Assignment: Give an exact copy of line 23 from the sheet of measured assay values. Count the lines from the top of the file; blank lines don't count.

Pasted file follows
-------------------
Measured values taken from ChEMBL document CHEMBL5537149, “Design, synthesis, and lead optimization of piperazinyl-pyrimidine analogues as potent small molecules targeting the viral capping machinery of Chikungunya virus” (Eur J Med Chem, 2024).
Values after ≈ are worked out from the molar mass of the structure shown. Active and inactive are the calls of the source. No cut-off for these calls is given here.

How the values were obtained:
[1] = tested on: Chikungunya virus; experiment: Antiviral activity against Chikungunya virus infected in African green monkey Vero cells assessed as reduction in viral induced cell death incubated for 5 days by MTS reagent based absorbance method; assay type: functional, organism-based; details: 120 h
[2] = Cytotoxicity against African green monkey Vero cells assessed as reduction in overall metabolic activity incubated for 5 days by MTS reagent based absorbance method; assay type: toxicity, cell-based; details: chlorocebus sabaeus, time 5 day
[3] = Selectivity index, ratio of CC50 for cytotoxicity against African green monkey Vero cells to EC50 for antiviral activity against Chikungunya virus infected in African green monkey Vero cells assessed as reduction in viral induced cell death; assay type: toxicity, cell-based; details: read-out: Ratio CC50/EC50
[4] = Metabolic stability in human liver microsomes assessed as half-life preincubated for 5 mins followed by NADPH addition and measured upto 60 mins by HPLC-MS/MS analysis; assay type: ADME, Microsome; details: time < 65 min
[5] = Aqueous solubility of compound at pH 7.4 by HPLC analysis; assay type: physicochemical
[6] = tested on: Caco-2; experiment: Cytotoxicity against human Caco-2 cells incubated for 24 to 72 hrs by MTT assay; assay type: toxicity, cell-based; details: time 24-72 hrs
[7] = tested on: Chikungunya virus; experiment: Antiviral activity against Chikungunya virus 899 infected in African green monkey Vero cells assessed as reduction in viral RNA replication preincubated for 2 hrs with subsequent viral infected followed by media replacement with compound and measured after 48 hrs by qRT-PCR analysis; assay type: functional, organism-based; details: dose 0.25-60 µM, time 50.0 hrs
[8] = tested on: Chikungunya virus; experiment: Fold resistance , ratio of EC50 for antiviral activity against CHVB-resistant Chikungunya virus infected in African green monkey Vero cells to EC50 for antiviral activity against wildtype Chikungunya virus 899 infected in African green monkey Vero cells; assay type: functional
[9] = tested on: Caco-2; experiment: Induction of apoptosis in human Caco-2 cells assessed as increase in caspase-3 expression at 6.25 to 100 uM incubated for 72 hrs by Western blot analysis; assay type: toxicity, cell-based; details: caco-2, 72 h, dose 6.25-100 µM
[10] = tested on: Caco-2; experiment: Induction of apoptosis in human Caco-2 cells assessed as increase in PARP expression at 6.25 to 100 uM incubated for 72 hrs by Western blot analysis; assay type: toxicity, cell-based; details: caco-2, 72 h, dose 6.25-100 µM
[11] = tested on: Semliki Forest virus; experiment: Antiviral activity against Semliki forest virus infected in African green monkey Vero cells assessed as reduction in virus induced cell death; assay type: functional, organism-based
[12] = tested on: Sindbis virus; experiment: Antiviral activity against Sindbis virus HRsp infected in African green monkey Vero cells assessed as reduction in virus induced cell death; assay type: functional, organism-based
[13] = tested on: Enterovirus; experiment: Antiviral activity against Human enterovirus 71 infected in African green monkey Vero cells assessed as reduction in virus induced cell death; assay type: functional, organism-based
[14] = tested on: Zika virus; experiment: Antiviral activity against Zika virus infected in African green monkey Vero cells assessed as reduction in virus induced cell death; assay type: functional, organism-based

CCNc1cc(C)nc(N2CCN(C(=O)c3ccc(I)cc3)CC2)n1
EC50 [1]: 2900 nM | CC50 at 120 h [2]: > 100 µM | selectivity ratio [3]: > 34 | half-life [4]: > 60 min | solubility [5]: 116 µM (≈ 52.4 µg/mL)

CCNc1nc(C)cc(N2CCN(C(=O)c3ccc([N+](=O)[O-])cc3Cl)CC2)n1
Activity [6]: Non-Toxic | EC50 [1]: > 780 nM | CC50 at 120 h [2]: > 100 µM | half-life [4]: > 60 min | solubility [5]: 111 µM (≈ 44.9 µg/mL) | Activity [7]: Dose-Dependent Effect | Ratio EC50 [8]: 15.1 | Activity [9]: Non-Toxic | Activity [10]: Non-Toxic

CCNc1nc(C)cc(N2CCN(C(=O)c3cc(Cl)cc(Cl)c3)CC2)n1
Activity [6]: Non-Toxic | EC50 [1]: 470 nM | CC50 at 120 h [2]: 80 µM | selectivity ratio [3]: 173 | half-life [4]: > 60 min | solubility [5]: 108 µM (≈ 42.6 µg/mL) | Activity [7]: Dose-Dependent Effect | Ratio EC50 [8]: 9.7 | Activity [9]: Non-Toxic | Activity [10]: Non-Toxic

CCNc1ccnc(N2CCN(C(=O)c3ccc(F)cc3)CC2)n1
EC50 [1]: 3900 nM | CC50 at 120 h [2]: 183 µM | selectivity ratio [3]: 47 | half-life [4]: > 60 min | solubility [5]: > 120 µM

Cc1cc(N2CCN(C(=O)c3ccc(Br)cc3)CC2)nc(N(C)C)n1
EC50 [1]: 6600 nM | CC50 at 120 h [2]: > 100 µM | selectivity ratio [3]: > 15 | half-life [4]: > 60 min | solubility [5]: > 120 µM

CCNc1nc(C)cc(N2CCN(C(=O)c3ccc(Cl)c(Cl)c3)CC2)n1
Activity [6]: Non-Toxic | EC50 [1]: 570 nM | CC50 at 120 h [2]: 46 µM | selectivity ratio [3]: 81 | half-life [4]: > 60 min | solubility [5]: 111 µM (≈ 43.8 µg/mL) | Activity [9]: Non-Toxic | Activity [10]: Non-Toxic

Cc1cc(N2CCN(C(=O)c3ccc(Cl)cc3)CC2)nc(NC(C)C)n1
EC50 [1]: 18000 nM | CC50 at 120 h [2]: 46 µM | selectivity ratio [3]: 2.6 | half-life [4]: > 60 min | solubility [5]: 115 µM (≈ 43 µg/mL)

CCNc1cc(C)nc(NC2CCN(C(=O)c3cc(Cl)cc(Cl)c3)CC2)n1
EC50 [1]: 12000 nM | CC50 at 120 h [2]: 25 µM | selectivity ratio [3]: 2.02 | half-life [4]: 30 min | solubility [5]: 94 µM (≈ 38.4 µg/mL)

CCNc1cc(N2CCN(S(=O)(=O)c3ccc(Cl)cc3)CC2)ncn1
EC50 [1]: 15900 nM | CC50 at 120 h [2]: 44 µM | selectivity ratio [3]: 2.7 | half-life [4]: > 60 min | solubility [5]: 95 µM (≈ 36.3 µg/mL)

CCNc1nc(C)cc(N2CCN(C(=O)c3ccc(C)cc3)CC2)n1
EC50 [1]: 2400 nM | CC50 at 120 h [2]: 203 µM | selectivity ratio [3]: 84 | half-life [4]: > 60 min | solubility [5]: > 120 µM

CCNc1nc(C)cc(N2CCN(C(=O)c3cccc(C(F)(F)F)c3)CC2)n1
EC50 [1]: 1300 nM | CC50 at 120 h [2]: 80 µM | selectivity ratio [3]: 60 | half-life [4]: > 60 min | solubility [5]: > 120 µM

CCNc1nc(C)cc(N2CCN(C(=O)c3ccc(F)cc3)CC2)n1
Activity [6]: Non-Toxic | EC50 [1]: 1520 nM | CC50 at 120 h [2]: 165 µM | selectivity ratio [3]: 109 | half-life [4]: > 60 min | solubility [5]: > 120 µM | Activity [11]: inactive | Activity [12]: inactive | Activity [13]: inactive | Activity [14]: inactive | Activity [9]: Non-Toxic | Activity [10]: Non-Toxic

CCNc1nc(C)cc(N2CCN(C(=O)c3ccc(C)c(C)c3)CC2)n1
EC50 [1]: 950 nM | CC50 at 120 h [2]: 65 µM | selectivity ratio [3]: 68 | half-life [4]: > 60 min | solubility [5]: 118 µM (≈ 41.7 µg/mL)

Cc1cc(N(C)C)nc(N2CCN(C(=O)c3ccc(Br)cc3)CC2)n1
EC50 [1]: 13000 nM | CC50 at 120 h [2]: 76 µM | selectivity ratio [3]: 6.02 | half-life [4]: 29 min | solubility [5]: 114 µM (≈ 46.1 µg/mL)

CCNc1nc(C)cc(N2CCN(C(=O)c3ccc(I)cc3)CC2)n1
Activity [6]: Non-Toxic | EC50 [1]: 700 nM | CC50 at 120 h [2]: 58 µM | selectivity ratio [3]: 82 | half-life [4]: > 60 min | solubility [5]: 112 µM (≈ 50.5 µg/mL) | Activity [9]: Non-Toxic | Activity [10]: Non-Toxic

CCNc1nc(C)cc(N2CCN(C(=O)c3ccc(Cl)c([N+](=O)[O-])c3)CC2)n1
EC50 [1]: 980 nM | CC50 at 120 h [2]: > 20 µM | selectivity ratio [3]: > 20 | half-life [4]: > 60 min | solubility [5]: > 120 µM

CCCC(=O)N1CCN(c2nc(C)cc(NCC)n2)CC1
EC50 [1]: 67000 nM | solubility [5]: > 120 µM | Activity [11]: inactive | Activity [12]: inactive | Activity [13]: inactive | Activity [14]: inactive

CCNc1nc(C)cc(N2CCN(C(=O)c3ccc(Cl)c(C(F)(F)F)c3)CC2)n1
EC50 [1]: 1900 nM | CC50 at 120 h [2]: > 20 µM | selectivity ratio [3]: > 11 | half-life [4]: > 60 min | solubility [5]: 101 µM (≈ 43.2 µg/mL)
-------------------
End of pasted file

Activity [6]: Non-Toxic | EC50 [1]: 470 nM | CC50 at 120 h [2]: 80 µM | selectivity ratio [3]: 173 | half-life [4]: > 60 min | solubility [5]: 108 µM (≈ 42.6 µg/mL) | Activity [7]: Dose-Dependent Effect | Ratio EC50 [8]: 9.7 | Activity [9]: Non-Toxic | Activity [10]: Non-Toxic